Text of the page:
And then there was Neal Harris. DDS.
In 1965, I and my family moved to Atlanta, GA and we very soon got a family membership to Druid Hills Golf Club. I played there regularly, Doris joined the Ladies Nine Hole Club and our three kids, Nigel 11, Nick 9 and Melanie 7 were all involved in the swim teams year by year as they aged. We all dabbled at tennis there but none of us were very good. In 1972, Doris and I with Nick and Melanie moved to Jacksonville, FL, leaving Nigel, who had just been accepted at Georgia Tech, in Atlanta. Around the club pool we had been noticing Nigel spending time with a girl named Beth Harris. Early in 1976, we were told that Nigel and Beth were engaged and we had a big champagne fountain brunch to introduce them both to our Jacksonville friends and near the end of 1976, we went to Atlanta for their wedding. The reception was at Druid Hills Golf Club and that is where I first met Beth’s father, Neal Harris. We immediately found that we had much in common as he also was a club member. I had not played with him but I knew he was quite good. We played in a two-man tournament and did so badly that we were in last place after the first day. On the second day, Neal obviously had been drinking and we missed our starting time and got disqualified. Neal was happy about it because he wanted me to see his boat up on Lake Lanier. I was worried about his driving skills but we got to the dock safely. He had a nice cabin cruiser about 20 feet long and the name at the back of the boat was, “Back of the Boat.” We had a great cruise to another dock with a restaurant and bar. I had to not only drive his boat back to the dock in the late afternoon but also drive his car back to the club and I was by now worrying about my own driving skills.
I invited Neal to be my partner in the Dixie Classic Golf Tournament at the Deerwood Club in Jacksonville. This was a three day tournament and Neal stayed at our house. He was literally a colorful golfer, wearing fully matched bright shirt and pants. He also had the finest ser of golf shoes of all colors. These were expensive leather shoes and I don’t believe even Jimmy Demaret could match them. Neal was a dentist and he had two golf pros whose family teeth were bad and he did their dentistry on a swap basis and that is why he had so many first class shoes. Each of the three mornings of the Dixie Classic, Doris had to choose what he should wear for the day including his shoes. At his home his shoe collection proudly sat one by one on the steps down to his basement garage and was a colorful sight. Later when we had moved to Houston, I have a good photo of he and me sitting by our pool with fishing rods. One nearly exciting golf game was set up by a friend of Neal’s who knew Gerald Ford and it was all arranged for us to play in a five-some at Highlands Golf Club with their pro, Neal and I, Neal’s friend and Gerald Ford. We got to the club early but the weather looked bad. We were all ready, surrounded by security people, waiting for Ford’s helicopter. We could hear it above us but they could not see the ground and flew away. This led Neal and I into arranging Annual Celebrity No-Show golf games with celebrities you know won’t come. He was a dentist but worked quite a bit doing emergency and accident cosmetic surgery and had also done work on well-known stage and film industry stars. He had a reputation for doing dental work for people he knew could not pay. Some of these paid by swapping product or services. Neal was always so cheery and friendly and I am sure his demeanor really made his patients relax. So, you have a picture of Neal Harris. Let me tell you more about his very different early life.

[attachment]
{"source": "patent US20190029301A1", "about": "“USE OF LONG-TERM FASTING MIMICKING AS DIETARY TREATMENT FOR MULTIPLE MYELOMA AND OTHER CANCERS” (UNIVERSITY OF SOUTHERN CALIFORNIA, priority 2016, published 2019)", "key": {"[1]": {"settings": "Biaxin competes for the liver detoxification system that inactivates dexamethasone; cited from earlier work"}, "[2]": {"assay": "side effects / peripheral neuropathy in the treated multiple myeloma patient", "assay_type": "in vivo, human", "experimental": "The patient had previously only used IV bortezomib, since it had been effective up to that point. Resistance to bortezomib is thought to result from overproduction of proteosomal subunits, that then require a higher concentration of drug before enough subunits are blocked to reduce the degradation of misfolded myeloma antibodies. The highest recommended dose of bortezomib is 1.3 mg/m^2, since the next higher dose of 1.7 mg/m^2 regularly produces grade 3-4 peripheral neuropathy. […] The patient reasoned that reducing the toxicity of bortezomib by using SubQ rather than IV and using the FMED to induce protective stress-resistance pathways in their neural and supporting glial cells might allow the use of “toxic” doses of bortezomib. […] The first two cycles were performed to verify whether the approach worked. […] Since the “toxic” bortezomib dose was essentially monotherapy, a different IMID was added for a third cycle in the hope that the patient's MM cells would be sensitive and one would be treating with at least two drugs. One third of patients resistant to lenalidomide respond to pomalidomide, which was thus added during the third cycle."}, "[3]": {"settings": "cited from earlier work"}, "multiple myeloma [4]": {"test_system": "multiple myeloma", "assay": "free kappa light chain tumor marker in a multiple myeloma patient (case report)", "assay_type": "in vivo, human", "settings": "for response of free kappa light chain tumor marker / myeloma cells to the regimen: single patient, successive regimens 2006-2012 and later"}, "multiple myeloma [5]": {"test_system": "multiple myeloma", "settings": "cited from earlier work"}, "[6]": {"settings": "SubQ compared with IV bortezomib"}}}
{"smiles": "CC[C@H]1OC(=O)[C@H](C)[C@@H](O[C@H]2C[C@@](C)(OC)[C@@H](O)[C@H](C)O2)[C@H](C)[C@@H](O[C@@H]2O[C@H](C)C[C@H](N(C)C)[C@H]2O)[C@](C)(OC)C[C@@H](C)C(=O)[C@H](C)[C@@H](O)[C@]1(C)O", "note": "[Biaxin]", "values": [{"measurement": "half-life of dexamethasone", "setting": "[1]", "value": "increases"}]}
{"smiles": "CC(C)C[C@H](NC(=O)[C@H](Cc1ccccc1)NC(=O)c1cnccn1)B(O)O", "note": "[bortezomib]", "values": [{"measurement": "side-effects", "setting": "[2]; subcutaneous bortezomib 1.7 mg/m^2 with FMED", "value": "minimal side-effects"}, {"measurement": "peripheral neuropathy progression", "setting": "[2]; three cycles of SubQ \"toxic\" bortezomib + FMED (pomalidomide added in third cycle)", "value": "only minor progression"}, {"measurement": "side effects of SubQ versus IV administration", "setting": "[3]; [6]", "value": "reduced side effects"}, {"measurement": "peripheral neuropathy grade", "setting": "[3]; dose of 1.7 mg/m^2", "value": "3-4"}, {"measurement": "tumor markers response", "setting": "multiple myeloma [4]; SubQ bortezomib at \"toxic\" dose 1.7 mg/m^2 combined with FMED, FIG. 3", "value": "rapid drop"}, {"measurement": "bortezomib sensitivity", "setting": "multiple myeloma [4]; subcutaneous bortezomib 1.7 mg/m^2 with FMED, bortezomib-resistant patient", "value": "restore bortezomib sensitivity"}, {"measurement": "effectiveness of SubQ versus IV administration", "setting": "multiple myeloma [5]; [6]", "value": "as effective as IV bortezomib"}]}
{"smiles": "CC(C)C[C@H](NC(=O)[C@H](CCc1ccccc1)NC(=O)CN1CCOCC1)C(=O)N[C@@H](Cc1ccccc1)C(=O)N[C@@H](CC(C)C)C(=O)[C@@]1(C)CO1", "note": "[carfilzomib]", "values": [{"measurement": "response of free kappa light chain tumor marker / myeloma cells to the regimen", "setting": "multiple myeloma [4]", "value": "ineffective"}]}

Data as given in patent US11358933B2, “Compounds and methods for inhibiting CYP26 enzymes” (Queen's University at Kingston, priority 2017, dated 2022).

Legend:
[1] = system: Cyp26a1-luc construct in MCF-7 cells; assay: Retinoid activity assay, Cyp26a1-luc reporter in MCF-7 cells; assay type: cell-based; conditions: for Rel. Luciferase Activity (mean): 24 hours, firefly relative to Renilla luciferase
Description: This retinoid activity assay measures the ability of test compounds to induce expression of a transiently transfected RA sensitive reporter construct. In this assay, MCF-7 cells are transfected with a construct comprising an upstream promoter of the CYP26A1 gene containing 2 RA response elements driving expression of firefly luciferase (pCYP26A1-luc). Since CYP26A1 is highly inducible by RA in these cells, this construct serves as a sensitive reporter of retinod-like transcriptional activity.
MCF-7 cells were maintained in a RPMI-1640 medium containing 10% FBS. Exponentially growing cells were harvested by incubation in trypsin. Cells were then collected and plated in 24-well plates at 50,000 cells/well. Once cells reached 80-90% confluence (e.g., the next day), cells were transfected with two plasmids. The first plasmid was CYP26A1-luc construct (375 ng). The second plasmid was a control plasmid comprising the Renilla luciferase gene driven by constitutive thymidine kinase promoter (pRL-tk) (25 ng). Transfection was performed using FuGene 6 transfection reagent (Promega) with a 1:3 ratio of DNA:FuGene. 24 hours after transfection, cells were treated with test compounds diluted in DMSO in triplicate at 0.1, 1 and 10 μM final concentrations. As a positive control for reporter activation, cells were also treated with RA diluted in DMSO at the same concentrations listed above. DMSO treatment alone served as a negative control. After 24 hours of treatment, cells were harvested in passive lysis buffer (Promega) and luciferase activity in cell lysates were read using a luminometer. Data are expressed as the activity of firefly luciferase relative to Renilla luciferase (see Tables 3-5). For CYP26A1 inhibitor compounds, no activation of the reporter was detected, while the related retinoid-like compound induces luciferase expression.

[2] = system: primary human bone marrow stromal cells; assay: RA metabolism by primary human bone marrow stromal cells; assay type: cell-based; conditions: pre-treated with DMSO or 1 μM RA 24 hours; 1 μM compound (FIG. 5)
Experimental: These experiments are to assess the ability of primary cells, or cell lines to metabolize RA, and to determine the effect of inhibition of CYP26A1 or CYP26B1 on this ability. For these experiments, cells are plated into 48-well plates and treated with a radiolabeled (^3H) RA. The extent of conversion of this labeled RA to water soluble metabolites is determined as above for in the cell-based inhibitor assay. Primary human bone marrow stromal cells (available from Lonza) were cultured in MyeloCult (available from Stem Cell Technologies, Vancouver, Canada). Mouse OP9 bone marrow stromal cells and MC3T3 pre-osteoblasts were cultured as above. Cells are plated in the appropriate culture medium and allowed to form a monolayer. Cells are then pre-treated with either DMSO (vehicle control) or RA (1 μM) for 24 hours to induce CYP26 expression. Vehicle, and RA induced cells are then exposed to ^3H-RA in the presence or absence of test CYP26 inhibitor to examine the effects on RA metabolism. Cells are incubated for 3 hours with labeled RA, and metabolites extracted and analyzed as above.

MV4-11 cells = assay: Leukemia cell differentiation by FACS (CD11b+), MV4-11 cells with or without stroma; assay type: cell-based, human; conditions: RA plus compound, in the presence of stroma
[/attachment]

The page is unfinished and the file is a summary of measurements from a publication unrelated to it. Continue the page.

He was born in Auburn, AL and his father died while he was young, leaving he and his mother homeless, moving from relative to relative. He was able to go to Auburn University and later to Slippery Rock University in Pennsylvania. The day after the Pearl Harbor attack, he joined the US Air Corps where he got his wings in 1944 and reached the rank of Lieutenant-Colonel. He joined the 479th Fighter Group squadron in England. On his 45th mission, protecting bombers over Berlin, he lost his engine in a dog-fight. He crash landed in a field and stayed free for two days before he was forced to surrender. He was taken with other officers and lined up for a firing squad that, after scaring them, fired into the wall close to them. They then went to a POW camp where they were beaten and treated badly. He was in the camp for close to a year and was freed by George Patton’s Army. He is proud to say that he walked out of there with a hand on Patton’s jeep.
With a GI bill, he went to Emory University and became one of the nicest, friendly and competent dentists in Atlanta. He was a joy to be with. We watched Neil Armstrong walk onto the moon together and he clearly showed his patriotism. At my son Nigel’s wedding, I was the best man and as we paraded out after the ceremony, I walked by Neal, Nigel’s new father-in-law, and we hugged each other, , speechless with emotion and tears in our eyes. I shall always remember him best for that one moment. His wife, Sara died in 2002 and Neal died in 2008, aged 84.